Grammar 101 with Michael Kwan

Some English idioms don’t necessarily make all that sense. What on Earth does it really mean to be raining cats and dogs, after all. At the same time, there are other idioms that are reasonably logical. If you break them down, striking a chord or proving your mettle sound about right. And the same can be said when you’re talking about a hair’s breadth.

If someone wins a marathon by a hair’s breadth or if one product is superior to the alternative by a hair’s breadth, then we are saying that the margin of difference is very small. A hair’s breadth refers to a very small distance or amount, either literally or figuratively. This does not refer to a specific length or width, because it is not an exact unit of measure the same way that you would use something like centimeters or milliseconds. Instead, it is quite informal.

And it makes a lot of sense that we talk about a hair’s breadth and not a hair’s breath. For one, they’re not pronounced the same way, but you can see (or hear) how the difference can be overlooked (or overheard) in casual speech, resulting in incorrect spelling when the term is written. “Breadth” generally refers to the measurement of something from one side to the other, which can also be called the width.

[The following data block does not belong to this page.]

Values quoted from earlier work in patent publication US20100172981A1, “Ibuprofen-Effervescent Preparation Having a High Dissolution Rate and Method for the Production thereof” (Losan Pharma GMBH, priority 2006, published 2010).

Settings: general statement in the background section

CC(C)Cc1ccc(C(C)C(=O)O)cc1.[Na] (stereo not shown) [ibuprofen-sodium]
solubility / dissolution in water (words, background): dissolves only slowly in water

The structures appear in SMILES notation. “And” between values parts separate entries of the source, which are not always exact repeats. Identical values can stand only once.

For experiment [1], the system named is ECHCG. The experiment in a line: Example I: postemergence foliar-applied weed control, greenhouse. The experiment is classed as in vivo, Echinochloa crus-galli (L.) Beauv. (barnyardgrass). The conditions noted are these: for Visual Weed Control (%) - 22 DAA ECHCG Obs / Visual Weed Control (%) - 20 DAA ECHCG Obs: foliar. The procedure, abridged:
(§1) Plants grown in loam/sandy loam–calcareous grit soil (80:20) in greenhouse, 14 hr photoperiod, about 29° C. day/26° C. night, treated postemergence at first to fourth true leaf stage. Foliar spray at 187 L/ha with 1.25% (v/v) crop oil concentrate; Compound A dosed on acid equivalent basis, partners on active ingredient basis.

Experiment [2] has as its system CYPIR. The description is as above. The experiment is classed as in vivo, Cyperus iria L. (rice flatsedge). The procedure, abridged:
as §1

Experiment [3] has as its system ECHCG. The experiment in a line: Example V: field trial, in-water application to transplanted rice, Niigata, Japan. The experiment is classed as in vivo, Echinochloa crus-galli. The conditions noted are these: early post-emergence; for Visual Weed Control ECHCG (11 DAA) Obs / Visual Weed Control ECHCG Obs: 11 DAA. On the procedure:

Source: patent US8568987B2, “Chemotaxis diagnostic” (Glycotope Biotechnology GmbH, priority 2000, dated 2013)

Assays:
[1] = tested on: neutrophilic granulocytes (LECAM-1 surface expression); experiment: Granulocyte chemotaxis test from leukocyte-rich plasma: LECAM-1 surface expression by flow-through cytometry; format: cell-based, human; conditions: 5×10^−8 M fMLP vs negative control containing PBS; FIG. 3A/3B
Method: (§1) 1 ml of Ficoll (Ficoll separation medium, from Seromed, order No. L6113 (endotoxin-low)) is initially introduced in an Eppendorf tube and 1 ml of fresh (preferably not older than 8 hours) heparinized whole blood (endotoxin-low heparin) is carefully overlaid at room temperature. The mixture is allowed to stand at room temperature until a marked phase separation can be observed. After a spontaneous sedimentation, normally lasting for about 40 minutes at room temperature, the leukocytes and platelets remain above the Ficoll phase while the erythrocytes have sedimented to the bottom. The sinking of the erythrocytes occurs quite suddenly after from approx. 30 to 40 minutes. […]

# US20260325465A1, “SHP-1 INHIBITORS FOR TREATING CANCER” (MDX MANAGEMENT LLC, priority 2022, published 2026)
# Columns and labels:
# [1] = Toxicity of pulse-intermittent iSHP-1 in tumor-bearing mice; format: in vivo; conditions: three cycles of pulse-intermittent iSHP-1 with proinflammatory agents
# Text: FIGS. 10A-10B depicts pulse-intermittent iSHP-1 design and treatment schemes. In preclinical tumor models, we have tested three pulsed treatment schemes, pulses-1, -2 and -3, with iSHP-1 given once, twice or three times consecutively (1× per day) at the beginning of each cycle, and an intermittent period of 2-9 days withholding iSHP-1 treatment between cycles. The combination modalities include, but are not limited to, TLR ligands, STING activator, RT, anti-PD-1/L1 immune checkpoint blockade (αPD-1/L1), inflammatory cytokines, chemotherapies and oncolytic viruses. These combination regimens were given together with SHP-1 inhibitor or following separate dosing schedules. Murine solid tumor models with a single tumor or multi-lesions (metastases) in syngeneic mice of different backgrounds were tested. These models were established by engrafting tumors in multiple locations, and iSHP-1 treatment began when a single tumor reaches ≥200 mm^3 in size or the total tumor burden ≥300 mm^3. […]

While you may have hair of varying length, it is generally accepted that the width of a single hair is going to be pretty small. And so, when you say that the margin of difference is just a hair’s breadth, you are saying that the margin or distance is almost imperceptibly small. Given this, it makes no sense to refer to a hair’s breath, because your hair doesn’t exactly breathe.

Then again, if you mistype “hair” with “hare” (the rabbit-like animal), then you could logically refer to a hare’s breath or a hare’s breadth, because the long-eared creature does indeed exhale and it does indeed have a certain width to it. However, neither of those is the idiomatic term commonly used in English. Just stick with a hair’s breadth.

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